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Journal entry — SEC issues final rule on mine safety disclosure requirements

Published on: Jan 10, 2012

On December 21, 2011, the SEC issued a final rule on mine safety disclosures that completes the Commission’s required rulemaking under Section 1503 of the Dodd-Frank Wall Street Reform and Consumer Protection Act (the “Dodd-Frank Act”). The final rule is based on the safety and health requirements under the Federal Mine Safety and Health Act of 1977 (the “Mine Act”) and requires registrants to periodically disclose mine safety violations and related information, regardless of materiality.

The final rule will become effective on January 27, 2012.


The final rule will apply to all issuers and their subsidiaries, including foreign private issuers (FPIs), whose mines are located in the United States (and thus are within the scope of the Mine Act). However, citations given to an independent contractor working in an issuer’s mine are outside the scope of the disclosure requirements, unless (1) the independent contractor is an issuer’s subsidiary or (2) the independent contractor or its subsidiaries are operators of a mine and are required to file periodic reports with the SEC. The final rule does not allow for any limited-reporting accommodations, which are sometimes offered to certain issuers under Regulations S-X and S-K (e.g., smaller reporting companies or issuers that are wholly owned subsidiaries of another issuer).

Required Disclosures

Issuers must provide mine safety disclosures on a mine-by-mine basis in their quarterly (if applicable) and annual filings. However, while fourth-quarter violations must be included in the annual disclosures, registrants are not required to separately disclose fourth-quarter activity.

The final rule does not require registrants to provide the disclosures in a specific format but suggests that tabular presentation might be most appropriate. Registrants should disclose the following:

  • The total number of:
    • Significant and substantial violations of mandatory health or safety standards under Section 104 of the Mine Act for which the operator received a citation from the Mine Safety and Health Association (MSHA).
    • Orders under Section 104(b) of the Mine Act.
    • Citations and orders for unwarrantable failure of the mine operator to comply with Section 104(d) of the Mine Act.
    • Flagrant violations under Section 110(b)(2) of the Mine Act.
    • Imminent danger orders issued under Section 107(a) of the Mine Act.
    • Mining-related fatalities.
    • All orders and citations for the respective period (i.e., not excluding any that were subsequently dismissed, reduced, or vacated).
    • A brief description of each category of violations, citations, and orders reported.
    • The total dollar value of proposed assessments from MSHA, regardless of whether these penalties are being contested.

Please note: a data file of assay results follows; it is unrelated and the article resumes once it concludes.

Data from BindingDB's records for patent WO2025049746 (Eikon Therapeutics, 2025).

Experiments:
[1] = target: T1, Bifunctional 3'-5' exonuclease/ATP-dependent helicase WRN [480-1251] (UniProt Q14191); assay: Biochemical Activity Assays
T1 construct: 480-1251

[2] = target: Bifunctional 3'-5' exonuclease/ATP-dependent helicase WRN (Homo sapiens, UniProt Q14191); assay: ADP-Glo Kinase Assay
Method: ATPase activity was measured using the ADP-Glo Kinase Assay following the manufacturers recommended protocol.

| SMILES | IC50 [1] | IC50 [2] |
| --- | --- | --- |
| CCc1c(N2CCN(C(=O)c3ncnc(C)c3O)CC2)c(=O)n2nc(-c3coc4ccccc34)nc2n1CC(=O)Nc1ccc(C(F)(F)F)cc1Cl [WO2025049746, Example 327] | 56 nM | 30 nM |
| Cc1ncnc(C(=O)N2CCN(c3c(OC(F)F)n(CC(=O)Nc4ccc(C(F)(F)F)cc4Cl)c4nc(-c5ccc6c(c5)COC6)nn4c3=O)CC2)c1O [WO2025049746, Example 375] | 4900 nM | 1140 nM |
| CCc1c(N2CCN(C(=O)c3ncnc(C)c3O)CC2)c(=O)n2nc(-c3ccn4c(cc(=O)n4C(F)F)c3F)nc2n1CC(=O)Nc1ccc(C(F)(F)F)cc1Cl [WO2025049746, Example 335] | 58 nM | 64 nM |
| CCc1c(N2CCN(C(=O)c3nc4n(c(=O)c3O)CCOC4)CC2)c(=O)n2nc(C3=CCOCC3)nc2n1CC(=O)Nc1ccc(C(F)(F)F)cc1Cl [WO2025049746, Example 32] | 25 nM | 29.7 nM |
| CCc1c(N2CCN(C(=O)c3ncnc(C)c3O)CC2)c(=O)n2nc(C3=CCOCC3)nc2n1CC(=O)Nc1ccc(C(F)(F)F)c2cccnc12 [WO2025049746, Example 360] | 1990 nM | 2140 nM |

• A listing of notices from MSHA of a pattern of violations, or the potential to have a pattern of violations, under Section 104(e) of the Mine Act.
    • Any pending legal actions before the Federal Mine Safety and Health Review Commission.

An issuer is also required to disclose, by type of proceeding, the number of legal actions instituted and resolved during the reporting period as well as the number of legal actions that were pending as of the last day of the reporting period.

Forms 8-K and S-3

Furthermore, the final rule requires issuers to file a Form 8-K (Form 6-K for FPIs, if applicable pursuant to Regulation S-K, Rule 13a-6) upon receipt of a notice from the MSHA of (1) an imminent danger order under Section 107(a) of the Mine Act, (2) a notice of a pattern of violations under Section 104(e) of the Mine Act, or (3) a notice of the potential to have a pattern of such violations. Under the new rules, a Form 8-K must be filed within four business days and must include the type of notice received, the date it was received, and the name and location of the mine involved. In addition, the final rule specifies that a late filing of the Form 8-K will not affect an issuer's eligibility to use a Form S-3 (short-form registration statement).

Editor’s Note: The final rule amended General Instruction I.A.3(b) to Form S-3 to add Item 1.04 (for the mine safety disclosures) to the list of Forms 8-K that, if filed late, would not result in a registrant’s ineligibility to use Form S-3. General Instruction I.A.3(a) specifies that an issuer needs to have filed all required materials for the last 12 calendar months immediately preceding the filing of the Form S-3. The final rule is unclear on whether eligibility would be affected for an unfiled Item 1.04 Form 8-K (e.g., if a notice is received just before a Form S-3 is filed or before its effectiveness). Therefore, issuers should consult with their legal advisers to determine whether eligibility to use Form S-3 is affected if any Item 1.04 Forms 8-K have not been filed.

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